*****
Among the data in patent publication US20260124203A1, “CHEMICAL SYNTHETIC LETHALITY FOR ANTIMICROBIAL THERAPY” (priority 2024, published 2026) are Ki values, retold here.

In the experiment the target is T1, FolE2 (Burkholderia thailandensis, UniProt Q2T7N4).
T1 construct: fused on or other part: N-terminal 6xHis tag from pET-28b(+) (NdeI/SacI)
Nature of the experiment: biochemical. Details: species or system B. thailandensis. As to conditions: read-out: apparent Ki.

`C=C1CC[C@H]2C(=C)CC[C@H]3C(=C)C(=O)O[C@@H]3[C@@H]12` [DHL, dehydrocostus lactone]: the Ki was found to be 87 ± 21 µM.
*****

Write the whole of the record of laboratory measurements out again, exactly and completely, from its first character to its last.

Among the data in patent publication US20260124203A1, “CHEMICAL SYNTHETIC LETHALITY FOR ANTIMICROBIAL THERAPY” (priority 2024, published 2026) are Ki values, retold here.

In the experiment the target is T1, FolE2 (Burkholderia thailandensis, UniProt Q2T7N4).
T1 construct: fused on or other part: N-terminal 6xHis tag from pET-28b(+) (NdeI/SacI)
Nature of the experiment: biochemical. Details: species or system B. thailandensis. As to conditions: read-out: apparent Ki.

`C=C1CC[C@H]2C(=C)CC[C@H]3C(=C)C(=O)O[C@@H]3[C@@H]12` [DHL, dehydrocostus lactone]: the Ki was found to be 87 ± 21 µM.